as chemotherapy and antibiotic administration, and ultimately allows us to devise the best approaches to patient hygiene and environmental cleaning and disinfection.

    The bottom line is that the findings from this study underscore the importance of patient and environmental hygiene to reduce infection risk. It also validates what we know regarding the limitations of manual cleaning and disinfection that we have
    trusted for decades.

    Instead, we now see the ongoing presence of dangerous pathogens in the hospital environment despite regular cleaning using standard protocols. As we look to develop the best infection prevention strategies and solutions, this type of fundamental science
    and objective data serves to underscore the importance of using and continuing to study novel technologies as adjuncts to manual cleaning such as UV light disinfection, HP vapor disinfection, antimicrobial soft and solid surfaces and silver ion based
    laundry treatment. It also leaves key scientific and environmental questions on the table. Would novel antimicrobial treated solid and soft surfaces in our hospitals affect the findings? Would there be the same degree of shared patient and environmental
    bacteria and resistance genes if antimicrobial threaded or treated textiles covered the patient, providing a physical barrier between the patient and the rest of the patient’s inanimate environment?

    It also leaves key scientific and environmental questions on the table. Would novel antimicrobial treated solid and soft surfaces in our hospitals affect the findings? Would there be the same degree of shared patient and environmental bacteria and
    resistance genes if antimicrobial threaded or treated textiles covered the patient, providing a physical barrier between the patient and the rest of the patient’s inanimate environment?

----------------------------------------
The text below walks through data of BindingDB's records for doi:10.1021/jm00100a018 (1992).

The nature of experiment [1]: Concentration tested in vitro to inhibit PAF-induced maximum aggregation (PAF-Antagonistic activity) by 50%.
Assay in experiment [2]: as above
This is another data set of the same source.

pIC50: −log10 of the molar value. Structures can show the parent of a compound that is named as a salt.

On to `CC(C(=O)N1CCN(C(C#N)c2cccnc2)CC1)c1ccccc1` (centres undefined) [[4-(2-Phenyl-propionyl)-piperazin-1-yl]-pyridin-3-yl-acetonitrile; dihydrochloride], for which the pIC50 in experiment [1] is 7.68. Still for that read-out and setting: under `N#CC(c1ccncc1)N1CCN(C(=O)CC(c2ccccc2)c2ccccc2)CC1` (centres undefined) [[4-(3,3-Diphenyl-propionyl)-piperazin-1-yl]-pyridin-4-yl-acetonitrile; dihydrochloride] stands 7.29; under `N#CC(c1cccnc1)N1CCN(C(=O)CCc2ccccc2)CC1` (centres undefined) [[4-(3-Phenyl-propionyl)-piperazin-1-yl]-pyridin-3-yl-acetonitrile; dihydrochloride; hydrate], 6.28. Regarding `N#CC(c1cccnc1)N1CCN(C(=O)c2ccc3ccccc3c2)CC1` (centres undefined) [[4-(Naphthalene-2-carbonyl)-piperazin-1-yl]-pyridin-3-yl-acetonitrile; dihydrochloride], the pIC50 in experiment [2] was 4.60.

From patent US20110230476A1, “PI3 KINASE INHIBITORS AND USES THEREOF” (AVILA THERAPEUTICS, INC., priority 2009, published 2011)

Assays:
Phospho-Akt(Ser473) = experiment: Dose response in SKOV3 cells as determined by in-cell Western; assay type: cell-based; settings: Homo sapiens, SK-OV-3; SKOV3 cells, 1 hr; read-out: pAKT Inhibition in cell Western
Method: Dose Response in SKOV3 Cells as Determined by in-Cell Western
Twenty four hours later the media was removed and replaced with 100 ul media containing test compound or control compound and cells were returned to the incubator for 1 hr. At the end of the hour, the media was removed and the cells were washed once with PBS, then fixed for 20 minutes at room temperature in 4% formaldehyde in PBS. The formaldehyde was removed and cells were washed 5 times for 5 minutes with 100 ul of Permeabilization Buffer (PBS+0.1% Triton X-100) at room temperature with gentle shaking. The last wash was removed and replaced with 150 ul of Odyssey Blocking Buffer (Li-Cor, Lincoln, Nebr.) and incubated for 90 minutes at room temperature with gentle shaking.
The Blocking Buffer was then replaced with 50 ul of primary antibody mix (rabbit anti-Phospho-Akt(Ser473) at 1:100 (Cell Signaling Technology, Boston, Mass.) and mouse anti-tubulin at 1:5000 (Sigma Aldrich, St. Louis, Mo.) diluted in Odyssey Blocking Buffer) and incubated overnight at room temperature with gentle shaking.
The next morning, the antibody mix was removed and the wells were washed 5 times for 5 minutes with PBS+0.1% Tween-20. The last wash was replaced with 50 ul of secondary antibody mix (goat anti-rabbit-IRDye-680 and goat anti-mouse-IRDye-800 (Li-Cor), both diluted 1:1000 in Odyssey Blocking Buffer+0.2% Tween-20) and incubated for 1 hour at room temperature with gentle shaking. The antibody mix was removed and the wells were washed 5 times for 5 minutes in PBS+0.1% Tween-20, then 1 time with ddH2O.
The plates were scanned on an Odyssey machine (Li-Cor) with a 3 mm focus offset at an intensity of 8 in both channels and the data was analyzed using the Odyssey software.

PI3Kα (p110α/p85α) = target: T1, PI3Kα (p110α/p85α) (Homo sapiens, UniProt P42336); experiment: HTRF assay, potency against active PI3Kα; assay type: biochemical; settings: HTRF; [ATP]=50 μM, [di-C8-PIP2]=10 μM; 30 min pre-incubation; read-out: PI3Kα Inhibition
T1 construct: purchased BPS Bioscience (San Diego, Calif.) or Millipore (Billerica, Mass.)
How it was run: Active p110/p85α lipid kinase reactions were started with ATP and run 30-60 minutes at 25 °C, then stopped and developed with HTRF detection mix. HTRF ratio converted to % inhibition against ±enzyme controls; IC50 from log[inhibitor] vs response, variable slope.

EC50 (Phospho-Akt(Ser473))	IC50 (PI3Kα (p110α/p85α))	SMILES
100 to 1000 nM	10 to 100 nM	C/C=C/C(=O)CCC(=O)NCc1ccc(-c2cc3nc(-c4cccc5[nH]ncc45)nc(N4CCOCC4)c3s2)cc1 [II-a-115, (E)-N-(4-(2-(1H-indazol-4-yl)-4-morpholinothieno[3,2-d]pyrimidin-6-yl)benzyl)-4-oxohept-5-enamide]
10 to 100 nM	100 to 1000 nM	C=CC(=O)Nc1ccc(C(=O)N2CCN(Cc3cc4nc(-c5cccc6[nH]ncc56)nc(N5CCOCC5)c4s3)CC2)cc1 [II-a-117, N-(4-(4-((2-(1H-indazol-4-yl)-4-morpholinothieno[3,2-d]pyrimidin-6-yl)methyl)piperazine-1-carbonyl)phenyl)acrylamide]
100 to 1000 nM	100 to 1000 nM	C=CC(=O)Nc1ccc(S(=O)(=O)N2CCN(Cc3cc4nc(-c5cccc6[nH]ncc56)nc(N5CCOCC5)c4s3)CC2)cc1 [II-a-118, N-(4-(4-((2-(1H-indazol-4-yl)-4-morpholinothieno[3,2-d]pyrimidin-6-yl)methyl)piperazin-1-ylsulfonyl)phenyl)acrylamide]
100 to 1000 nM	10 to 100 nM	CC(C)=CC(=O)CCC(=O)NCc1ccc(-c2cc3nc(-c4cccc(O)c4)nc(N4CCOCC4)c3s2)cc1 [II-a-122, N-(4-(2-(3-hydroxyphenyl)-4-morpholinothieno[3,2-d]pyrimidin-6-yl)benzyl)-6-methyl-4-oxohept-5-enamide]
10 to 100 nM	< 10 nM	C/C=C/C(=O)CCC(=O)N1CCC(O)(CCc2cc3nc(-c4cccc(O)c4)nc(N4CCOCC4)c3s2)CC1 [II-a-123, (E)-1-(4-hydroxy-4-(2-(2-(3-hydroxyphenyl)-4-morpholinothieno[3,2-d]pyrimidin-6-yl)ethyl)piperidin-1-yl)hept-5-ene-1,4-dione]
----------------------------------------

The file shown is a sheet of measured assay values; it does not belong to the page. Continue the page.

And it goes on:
Sue Barnes
    Sue Barnes
    Sue Barnes, RN, CIC, FAPIC is Board Certified in Infection Control and Prevention, and was granted the designation of Fellow of APIC in 2015 (FAPIC). She has been in the field of Infection Prevention since 1989. She has participated in the development
    of a number of APIC guides and served as a speaker for organizations including AORN and APIC. In addition, Sue has been published in journals including AORN Journal, American Journal of Infection Control, The Joint Commission Source for Compliance
    Strategies and The Permanente Journal. She served on the National APIC Board of Directors from 2010 to 2012, and the San Francisco chapter board of directors for the past 10 years.
    Having recently retired from Kaiser Permanente after almost 30 years as the National Leader for Infection Prevention, Sue embarked on a clinical consulting business in the field of Infection Prevention and Control. She works exclusively for companies and
    organizations who share a passion for contributing to the evolution of the field and profession of Infection Prevention and Control, especially through innovation. These include both professional organizations and strategic vendor partners.